The Influence of the Cervical Musculature, Visual Performance, and Anticipation on Head Impact Severity in High School and Collegiate Football Public Deposited

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  • March 22, 2019
Creator
  • Schmidt, Julianne Denice
    • Affiliation: College of Arts and Sciences, Department of Exercise and Sport Science
Abstract
  • Context: Athletes with weaker, smaller, and less stiff cervical musculature; diminished visual performance; and that do not anticipate an oncoming collision are thought to be more likely to experience rapid head acceleration during collision. Objective: To compare the odds of sustaining higher magnitude head impacts between athletes with higher and lower performance on cervical characteristic and visual performance measures and to compare head impact magnitudes between anticipated and unanticipated collisions. Participants: Forty-nine high school and collegiate football players. Interventions: Participants completed the cervical testing protocol and visual performance assessment prior to the season. Video footage of on-field collisions was analyzed to determine each player's level of anticipation at the time of head impact. Head impact biomechanics were captured at each practice and game. Main Outcome Measures: Cervical muscle strength, size, and stiffness, visual performance measures, level of anticipation, and head impact biomechanical measures. Results: Football players with greater cervical stiffness had reduced odds of sustaining higher magnitude head impacts, rather than head impacts in the 1st quartile, compared to players with less cervical stiffness. Surprisingly, players with stronger and larger cervical musculature had increased odds of sustaining higher magnitude head impacts, rather than head impacts in the 1st quartile, compared to players with weaker and smaller cervical musculature. Players with better near-far quickness, target capture, and reaction time performance had increased odds of sustaining higher magnitude head impacts, rather than head impacts in the 1st quartile. Head impact biomechanical measures did not differ between anticipated and unanticipated collisions. Conclusions: Neuromuscular training aimed at enhancing cervical muscle stiffness may be useful in reducing the magnitude of head impacts sustained while playing football. The results of this study do not support the theory that players with stronger and larger cervical musculature are better able to mitigate head impact severity. Vision and level of anticipation may play less of a role than expected for protecting against higher magnitude head impacts among high school football players. In summary, cervical stiffness plays a role in mitigating head impact severity, but the roles of cervical strength, visual performance, and level of anticipation need further study.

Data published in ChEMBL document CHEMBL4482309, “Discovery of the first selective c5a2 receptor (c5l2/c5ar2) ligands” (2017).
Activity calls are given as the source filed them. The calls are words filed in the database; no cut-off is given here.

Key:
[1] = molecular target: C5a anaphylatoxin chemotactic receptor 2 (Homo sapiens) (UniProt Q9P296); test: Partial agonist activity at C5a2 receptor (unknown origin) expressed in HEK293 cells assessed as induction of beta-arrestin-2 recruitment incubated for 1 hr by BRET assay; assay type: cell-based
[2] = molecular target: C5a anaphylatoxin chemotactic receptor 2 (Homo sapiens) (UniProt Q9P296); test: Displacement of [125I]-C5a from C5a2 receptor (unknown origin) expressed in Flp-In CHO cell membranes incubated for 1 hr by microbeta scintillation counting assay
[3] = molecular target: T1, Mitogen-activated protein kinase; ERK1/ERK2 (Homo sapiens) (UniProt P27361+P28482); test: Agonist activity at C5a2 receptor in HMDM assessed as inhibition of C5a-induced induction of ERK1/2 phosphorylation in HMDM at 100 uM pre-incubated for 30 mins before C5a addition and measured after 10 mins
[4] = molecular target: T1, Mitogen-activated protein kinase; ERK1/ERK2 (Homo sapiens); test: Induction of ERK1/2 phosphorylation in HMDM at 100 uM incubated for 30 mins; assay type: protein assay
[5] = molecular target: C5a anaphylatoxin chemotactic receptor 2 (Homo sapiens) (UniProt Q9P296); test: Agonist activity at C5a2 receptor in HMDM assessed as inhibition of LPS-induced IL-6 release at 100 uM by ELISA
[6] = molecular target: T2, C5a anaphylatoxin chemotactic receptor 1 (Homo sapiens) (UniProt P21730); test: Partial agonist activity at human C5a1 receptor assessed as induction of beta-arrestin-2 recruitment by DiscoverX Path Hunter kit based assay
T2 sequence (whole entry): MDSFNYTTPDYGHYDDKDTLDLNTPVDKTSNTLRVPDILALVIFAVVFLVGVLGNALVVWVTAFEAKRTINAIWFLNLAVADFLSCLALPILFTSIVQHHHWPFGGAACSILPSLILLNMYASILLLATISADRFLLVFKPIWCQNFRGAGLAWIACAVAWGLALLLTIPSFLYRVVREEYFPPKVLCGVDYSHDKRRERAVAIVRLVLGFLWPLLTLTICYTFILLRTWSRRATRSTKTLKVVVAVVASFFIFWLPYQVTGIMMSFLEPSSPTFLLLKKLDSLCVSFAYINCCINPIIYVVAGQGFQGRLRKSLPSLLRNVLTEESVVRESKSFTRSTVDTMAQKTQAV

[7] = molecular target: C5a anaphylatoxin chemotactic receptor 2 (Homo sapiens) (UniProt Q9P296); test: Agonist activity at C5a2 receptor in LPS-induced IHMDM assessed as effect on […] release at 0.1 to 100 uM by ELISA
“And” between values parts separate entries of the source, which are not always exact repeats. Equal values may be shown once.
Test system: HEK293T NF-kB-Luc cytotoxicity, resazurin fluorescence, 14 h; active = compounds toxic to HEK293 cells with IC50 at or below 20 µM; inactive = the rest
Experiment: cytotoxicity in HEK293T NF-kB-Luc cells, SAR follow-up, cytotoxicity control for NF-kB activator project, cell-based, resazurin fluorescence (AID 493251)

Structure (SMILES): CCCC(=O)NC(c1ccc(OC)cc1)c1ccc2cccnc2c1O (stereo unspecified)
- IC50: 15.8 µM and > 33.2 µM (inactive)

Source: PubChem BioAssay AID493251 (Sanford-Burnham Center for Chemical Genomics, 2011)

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  • In Copyright
Advisor
  • Guskiewicz, Kevin M.
Degree
  • Doctor of Philosophy
Graduation year
  • 2013
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